Shoreditch is weird. It borders the City of London, one of the most significant financial hubs in the world, but they have little to nothing in common except being part of the same city. Walking east from Old Street Station, you see the border clearly. Modern glass monoliths turn into scrappier buildings where real people live and work, suits become jeans and t-shirts, and sterile walls become something vivid and exciting.
It’s hardly poor. Debates about hipster-led gentrification and spiralling housing costs rage harder than ever in the run-up to 2016’s London mayoral elections, and while Shoreditch is hardly the only embodiment of these issues (it’s somewhat passé in light of the rise of Stoke Newington and Peckham), the attack on its much-derided Cereal Killers café made national news and sparked mainstream debate.
(If you don’t read much about London in the news, you probably have no idea what the hell I’m talking about. Gentrification = richer people moving into poor areas, gussying them up with niche stores and making prices rise, pricing out families who have lived there for a long time.)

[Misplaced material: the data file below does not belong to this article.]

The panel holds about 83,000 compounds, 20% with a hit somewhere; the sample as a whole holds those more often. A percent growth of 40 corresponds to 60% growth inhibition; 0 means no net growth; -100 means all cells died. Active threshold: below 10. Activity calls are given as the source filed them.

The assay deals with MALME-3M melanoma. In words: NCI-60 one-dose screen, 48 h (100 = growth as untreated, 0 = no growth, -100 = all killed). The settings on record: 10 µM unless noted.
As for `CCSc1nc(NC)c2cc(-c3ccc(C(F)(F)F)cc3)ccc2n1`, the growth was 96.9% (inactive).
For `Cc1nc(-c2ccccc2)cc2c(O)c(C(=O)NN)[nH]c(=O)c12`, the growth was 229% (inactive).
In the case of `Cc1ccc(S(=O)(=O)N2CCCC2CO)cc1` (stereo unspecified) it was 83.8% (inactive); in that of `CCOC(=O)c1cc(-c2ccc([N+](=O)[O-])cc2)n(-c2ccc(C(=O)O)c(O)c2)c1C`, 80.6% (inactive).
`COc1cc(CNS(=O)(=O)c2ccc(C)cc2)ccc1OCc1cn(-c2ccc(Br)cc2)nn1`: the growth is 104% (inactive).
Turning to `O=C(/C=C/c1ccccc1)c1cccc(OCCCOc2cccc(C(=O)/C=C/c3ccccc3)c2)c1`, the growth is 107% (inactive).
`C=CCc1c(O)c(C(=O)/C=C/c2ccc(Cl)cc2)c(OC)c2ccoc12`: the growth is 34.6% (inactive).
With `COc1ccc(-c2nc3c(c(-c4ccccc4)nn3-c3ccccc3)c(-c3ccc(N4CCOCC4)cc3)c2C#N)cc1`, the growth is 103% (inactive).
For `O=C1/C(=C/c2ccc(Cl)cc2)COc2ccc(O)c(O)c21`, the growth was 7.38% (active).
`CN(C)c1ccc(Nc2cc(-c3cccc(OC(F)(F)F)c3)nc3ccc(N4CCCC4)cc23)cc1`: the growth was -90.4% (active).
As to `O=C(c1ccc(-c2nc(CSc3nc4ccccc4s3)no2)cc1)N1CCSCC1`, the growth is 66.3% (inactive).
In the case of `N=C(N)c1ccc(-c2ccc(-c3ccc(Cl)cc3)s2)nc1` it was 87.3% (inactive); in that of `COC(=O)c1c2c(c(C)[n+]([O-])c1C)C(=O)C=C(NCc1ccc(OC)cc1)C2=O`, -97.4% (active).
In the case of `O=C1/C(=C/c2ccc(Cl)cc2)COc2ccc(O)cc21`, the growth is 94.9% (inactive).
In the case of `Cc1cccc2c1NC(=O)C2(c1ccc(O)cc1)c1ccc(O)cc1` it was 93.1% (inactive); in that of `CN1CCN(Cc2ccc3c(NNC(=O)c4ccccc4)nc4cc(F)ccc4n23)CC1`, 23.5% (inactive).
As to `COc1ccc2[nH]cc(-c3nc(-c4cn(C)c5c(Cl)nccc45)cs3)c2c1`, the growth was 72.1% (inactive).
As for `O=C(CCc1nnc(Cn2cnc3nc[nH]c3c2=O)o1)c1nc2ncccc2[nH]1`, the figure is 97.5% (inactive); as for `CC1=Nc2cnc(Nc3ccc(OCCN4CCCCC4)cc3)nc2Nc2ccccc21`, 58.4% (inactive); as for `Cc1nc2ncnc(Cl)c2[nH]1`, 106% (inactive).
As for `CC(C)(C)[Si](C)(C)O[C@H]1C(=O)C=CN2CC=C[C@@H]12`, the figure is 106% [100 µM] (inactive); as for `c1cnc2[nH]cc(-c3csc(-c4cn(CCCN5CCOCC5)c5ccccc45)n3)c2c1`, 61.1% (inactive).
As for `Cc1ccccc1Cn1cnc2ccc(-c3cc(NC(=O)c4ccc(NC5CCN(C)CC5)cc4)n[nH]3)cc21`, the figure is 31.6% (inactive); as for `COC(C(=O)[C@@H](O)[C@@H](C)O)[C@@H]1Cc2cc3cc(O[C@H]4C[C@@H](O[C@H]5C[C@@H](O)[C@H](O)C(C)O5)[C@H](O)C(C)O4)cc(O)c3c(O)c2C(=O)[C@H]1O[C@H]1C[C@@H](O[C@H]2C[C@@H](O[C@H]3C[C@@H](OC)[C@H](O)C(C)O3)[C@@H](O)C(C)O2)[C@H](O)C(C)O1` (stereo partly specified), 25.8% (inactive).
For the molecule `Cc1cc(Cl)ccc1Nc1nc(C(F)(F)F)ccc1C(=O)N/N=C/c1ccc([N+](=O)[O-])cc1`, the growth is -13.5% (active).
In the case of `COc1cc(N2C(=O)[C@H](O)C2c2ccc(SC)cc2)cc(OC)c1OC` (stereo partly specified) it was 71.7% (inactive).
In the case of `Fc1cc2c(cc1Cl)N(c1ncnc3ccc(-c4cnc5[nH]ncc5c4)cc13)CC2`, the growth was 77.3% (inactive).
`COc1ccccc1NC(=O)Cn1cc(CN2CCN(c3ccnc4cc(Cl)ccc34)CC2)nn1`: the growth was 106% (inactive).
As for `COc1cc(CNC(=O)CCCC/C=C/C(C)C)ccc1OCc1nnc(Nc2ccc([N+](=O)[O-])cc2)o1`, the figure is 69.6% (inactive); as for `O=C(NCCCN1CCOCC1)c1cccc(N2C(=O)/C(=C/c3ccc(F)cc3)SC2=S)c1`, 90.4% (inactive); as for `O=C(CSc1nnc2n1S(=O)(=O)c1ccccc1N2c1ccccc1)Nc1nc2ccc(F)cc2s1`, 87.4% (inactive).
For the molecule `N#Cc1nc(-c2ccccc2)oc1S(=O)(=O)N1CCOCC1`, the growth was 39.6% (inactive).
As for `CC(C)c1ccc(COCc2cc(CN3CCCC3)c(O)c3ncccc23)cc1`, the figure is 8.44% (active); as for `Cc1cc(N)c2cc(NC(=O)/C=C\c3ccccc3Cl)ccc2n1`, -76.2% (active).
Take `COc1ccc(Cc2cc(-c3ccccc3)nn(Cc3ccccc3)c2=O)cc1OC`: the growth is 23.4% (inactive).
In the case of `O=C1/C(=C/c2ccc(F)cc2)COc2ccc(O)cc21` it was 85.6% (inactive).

I don’t know about that. But what I do know is that it’s a fertile area for creative types. On a 45-minute walk from Old Street Station, via the Columbia Road Flower Market, up to my friend’s house in Hoxton, I found a LOT of street art. Best of all, on Ravenscroft Road, I happened across a street artist hard at work on a shop’s shutters. It turned out to be Zabou, a French street artist whose impressive creations I’d already taken a number of pictures of. Here’s all the art I found: